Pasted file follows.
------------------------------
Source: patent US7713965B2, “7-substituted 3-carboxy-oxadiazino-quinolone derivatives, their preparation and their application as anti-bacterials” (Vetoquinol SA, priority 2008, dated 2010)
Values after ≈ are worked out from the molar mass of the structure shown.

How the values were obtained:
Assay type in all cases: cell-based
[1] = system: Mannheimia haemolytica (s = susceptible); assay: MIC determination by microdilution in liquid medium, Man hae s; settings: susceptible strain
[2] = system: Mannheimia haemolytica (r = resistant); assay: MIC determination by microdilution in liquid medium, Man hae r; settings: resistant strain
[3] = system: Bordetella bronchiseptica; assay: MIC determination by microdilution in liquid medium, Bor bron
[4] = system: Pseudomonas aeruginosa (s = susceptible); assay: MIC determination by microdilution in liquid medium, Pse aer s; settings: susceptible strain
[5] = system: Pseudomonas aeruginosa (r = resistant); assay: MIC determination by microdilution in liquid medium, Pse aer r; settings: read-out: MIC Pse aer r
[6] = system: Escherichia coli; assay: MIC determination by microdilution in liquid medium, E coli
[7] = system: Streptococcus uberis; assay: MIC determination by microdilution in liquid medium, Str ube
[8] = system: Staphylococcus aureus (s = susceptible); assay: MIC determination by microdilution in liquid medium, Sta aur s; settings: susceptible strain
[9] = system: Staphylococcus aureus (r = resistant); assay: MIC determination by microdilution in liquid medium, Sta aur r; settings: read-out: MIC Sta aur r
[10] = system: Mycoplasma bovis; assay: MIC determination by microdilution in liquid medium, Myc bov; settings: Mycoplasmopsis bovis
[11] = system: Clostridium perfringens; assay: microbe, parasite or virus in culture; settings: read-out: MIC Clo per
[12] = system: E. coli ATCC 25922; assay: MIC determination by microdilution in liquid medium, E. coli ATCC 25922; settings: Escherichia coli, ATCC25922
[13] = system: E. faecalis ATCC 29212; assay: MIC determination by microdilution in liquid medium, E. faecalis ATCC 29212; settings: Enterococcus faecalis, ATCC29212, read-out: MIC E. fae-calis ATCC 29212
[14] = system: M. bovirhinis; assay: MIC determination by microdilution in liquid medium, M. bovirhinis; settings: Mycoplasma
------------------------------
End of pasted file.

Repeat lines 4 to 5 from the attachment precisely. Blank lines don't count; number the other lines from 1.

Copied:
Assay type in all cases: cell-based
[1] = system: Mannheimia haemolytica (s = susceptible); assay: MIC determination by microdilution in liquid medium, Man hae s; settings: susceptible strain